On cross-examination, defendant added the following information: Officers swore at him during the search ("used the `F' word") and shoved him into the chair. Defendant was not at any time physically harmed. Defendant also asked for an attorney while he was in the lockup. He added that the cell was very cold and although he started out with two blankets, someone took one from him and he was "freezing" cold when he was removed from the cell. He signed the statement because the officer put it in a "nice way[,]" indicating that if he cooperated with the police, the charge would be small, admitting that "[he] signed it because [he was] trying to cooperate and help them with the watches." (Tr. at 36.) On rebuttal, defendant testified that at an unspecified time he also asked to call his wife.

Other evidence elicited is that defendant remained at the Markham police station (presumably in the lockup) until 1:55 a.m. on Sunday, May 6, when he was transported to the court house for a bond hearing. Officer Quinlan testified that during the search, defendant was "a little irate" and Quinlan put him in handcuffs only after defendant disobeyed three orders to stay in a chair. Sergeant Knapp and Officer Quinlan explained that defendant was held for 24 hours before being questioned because they needed to complete the inventory of the search before Sergeant Knapp interviewed defendant. Both officers testified that they did not cause the temperature to be lowered in the cell. Both officers confirmed that Sergeant Knapp read defendant "his rights" at the outset of the interview. Both testified that they did not make assurances of any kind to defendant at any time. Both testified that defendant read the statement aloud. Sergeant Knapp testified that he advised defendant that he could make corrections to the statement and defendant requested to add a final sentence, "I'm not going to sell these items in my store any further." Defendant did not repudiate this testimony on rebuttal.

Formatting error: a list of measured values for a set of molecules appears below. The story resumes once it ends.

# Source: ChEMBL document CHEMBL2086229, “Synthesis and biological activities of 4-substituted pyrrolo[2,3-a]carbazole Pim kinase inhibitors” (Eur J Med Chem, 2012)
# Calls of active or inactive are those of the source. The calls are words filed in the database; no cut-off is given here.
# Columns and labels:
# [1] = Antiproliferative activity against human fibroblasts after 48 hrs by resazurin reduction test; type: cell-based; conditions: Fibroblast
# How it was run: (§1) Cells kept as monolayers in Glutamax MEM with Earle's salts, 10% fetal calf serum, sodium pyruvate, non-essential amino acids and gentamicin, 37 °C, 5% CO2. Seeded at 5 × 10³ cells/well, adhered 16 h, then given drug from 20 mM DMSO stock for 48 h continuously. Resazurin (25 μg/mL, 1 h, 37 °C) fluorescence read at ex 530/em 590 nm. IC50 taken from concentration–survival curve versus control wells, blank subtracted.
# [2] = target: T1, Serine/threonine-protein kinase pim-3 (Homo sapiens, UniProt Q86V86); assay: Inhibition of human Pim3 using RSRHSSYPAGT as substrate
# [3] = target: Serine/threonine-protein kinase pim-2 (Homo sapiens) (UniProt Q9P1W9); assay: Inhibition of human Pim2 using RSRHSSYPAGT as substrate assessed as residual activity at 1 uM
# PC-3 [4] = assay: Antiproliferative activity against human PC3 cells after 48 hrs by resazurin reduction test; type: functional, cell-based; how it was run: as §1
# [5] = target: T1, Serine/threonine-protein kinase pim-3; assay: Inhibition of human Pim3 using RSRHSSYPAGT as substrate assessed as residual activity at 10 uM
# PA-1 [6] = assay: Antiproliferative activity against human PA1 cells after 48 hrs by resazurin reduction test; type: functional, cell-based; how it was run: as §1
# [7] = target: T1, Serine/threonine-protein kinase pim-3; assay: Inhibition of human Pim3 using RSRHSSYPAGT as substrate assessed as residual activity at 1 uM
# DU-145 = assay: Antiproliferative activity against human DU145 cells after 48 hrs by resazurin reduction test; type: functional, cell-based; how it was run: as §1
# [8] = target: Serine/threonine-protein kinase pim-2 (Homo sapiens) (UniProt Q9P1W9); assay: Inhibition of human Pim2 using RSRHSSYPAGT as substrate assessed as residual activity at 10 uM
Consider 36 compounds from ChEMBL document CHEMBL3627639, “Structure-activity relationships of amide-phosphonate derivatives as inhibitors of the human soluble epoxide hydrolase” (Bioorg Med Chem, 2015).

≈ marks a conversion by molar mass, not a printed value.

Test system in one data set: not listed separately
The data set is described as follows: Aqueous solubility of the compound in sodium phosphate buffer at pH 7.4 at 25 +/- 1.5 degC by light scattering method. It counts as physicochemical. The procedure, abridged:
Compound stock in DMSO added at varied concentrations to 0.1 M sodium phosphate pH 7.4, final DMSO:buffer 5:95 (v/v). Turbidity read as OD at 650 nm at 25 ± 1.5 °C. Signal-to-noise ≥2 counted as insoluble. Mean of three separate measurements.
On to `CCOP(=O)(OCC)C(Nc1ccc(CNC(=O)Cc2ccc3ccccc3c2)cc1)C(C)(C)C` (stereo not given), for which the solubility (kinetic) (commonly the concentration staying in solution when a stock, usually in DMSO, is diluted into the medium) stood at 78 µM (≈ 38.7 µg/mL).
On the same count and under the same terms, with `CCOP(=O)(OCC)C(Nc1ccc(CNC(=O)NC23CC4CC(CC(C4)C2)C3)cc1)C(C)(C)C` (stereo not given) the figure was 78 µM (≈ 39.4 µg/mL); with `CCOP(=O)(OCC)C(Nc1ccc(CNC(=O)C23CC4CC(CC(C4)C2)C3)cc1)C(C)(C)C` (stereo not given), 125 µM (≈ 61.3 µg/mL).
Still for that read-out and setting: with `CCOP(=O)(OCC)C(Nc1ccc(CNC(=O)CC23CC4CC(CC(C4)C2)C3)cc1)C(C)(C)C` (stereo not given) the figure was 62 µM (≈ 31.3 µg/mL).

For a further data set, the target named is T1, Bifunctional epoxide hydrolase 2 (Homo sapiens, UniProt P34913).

B. Findings of Fact

The court having considered and weighed the evidence and assessed the credibility of the witnesses, enters the following findings of fact.

1. Defendant read the statement before he signed it.

The weight of the evidence is that defendant is an individual of lively intelligence who reads and writes in the English language, which is not his native language. Although his choice of words and sentence structure reflect some lack of fluency, plainly he understood the conversations at issue and was able to express himself fully and adequately during the May 4-6 time period. In addition to the lack of evidence of inability to understand, this finding is supported further by defendant's testimony at the hearing, which reflected appropriate, rapid responses to all questions asked. Although defendant testified that he did not understand the meaning of "truthful," "accurate," and "correct," this testimony was effectively impeached by circumstantial evidence (an e-mail bearing his name as author, seized in the search) that defendant had himself appropriately used the word "correct." Defendant has not shown a failure to understand what was happening. Further, Sergeant Knapp's testimony that defendant asked that the last sentence be added is credible in that (a) defendant did not rebut it, and (b) it is not likely that a police officer would insert such a statement. If defendant added information, he had to have known that the information was not contained within the statement as written by Sergeant Knapp.

2. Neither the approximate 24-hour duration of the detention nor events that occurred during the period of detention caused defendant's understanding to be compromised.
The testimony that the inventory took several hours is credible in light of the volume of items seized as reflected on the return of warrant inventory, which explains (if not justifies) why defendant was held in the lock-up approximately 18 hours. Where defendant did not complain to his custodian about the cold or ask for another blanket, his implication that someone purposely caused the lockup cell to be excessively cold is not credible. The officers' testimony that the thermostat is locked and inaccessible to them is unrebutted and credible. There is no evidence of either physical or psychological harm being inflicted on defendant while he was in custody.

3. Defendant understood his right to counsel and knowingly signed a written waiver of the right.